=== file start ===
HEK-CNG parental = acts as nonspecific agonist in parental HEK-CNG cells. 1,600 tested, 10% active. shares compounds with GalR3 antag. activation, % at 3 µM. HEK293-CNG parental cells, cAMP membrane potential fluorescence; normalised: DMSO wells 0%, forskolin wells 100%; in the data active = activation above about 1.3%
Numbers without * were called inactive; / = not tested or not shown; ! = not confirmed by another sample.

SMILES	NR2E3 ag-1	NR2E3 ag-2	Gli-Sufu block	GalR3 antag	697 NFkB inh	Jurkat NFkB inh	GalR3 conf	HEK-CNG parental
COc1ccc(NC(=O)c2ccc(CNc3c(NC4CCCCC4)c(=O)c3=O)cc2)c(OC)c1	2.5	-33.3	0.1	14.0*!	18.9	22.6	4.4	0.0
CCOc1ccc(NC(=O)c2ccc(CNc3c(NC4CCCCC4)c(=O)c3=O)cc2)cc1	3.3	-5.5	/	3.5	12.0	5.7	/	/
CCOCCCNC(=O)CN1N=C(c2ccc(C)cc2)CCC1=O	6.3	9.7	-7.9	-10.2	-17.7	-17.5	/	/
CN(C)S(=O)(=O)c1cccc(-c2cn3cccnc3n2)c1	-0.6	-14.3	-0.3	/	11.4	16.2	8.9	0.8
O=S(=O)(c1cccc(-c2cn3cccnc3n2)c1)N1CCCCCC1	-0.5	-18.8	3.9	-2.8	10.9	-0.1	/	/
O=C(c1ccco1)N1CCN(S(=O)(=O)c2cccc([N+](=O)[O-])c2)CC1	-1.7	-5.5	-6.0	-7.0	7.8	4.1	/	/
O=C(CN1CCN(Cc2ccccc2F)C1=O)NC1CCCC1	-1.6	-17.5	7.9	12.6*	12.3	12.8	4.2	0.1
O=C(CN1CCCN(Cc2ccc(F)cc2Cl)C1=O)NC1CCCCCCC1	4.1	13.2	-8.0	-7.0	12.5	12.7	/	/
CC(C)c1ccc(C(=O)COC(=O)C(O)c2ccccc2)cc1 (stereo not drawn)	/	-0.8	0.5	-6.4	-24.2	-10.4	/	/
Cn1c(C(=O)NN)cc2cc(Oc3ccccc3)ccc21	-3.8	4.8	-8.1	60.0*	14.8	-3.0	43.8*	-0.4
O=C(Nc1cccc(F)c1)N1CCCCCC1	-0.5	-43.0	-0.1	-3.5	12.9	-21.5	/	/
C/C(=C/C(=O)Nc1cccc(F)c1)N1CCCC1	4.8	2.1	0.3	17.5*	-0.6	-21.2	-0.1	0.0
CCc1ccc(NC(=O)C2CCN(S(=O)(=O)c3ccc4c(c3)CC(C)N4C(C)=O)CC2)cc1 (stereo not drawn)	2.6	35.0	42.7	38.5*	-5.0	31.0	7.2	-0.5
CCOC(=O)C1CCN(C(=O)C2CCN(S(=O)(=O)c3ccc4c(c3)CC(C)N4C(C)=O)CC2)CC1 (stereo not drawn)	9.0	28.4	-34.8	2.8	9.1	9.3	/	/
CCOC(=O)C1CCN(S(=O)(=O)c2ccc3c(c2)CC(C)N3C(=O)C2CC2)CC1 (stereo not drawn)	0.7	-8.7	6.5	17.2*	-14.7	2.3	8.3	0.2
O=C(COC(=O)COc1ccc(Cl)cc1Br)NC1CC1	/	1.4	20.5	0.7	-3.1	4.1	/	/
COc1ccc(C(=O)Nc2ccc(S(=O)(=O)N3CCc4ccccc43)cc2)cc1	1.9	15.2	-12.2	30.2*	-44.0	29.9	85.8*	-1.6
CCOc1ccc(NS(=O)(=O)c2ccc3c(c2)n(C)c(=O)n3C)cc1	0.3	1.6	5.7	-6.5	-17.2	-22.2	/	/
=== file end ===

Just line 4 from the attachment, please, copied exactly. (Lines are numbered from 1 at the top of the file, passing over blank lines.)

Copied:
COc1ccc(NC(=O)c2ccc(CNc3c(NC4CCCCC4)c(=O)c3=O)cc2)c(OC)c1	2.5	-33.3	0.1	14.0*!	18.9	22.6	4.4	0.0